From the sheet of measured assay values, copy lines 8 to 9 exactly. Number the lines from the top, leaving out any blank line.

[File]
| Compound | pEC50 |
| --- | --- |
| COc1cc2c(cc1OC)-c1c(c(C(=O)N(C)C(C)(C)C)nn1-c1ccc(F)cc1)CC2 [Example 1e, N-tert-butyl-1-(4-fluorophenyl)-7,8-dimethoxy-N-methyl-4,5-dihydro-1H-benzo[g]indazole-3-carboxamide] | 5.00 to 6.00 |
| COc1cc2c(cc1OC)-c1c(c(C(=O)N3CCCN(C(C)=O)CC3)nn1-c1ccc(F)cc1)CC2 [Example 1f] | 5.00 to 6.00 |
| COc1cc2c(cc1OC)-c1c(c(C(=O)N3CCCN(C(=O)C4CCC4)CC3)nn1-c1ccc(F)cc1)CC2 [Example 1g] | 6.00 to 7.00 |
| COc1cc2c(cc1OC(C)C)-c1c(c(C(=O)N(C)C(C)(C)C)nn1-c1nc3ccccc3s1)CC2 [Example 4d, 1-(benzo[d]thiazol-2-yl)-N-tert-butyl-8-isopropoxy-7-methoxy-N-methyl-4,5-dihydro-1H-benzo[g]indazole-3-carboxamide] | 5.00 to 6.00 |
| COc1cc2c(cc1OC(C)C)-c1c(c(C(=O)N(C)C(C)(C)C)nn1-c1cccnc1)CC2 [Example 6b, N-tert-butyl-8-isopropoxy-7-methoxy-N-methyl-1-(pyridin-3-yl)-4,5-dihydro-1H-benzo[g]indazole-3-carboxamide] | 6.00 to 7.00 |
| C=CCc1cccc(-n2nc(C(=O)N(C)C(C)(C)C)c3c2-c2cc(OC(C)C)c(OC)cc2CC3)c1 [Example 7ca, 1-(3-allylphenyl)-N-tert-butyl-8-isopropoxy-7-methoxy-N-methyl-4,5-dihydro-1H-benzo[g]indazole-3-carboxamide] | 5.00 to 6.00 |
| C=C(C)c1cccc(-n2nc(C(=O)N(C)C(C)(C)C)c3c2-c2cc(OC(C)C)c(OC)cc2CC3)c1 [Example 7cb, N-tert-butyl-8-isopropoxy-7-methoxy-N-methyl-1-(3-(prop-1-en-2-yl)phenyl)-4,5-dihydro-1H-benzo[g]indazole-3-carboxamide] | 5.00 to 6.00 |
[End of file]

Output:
| C=CCc1cccc(-n2nc(C(=O)N(C)C(C)(C)C)c3c2-c2cc(OC(C)C)c(OC)cc2CC3)c1 [Example 7ca, 1-(3-allylphenyl)-N-tert-butyl-8-isopropoxy-7-methoxy-N-methyl-4,5-dihydro-1H-benzo[g]indazole-3-carboxamide] | 5.00 to 6.00 |
| C=C(C)c1cccc(-n2nc(C(=O)N(C)C(C)(C)C)c3c2-c2cc(OC(C)C)c(OC)cc2CC3)c1 [Example 7cb, N-tert-butyl-8-isopropoxy-7-methoxy-N-methyl-1-(3-(prop-1-en-2-yl)phenyl)-4,5-dihydro-1H-benzo[g]indazole-3-carboxamide] | 5.00 to 6.00 |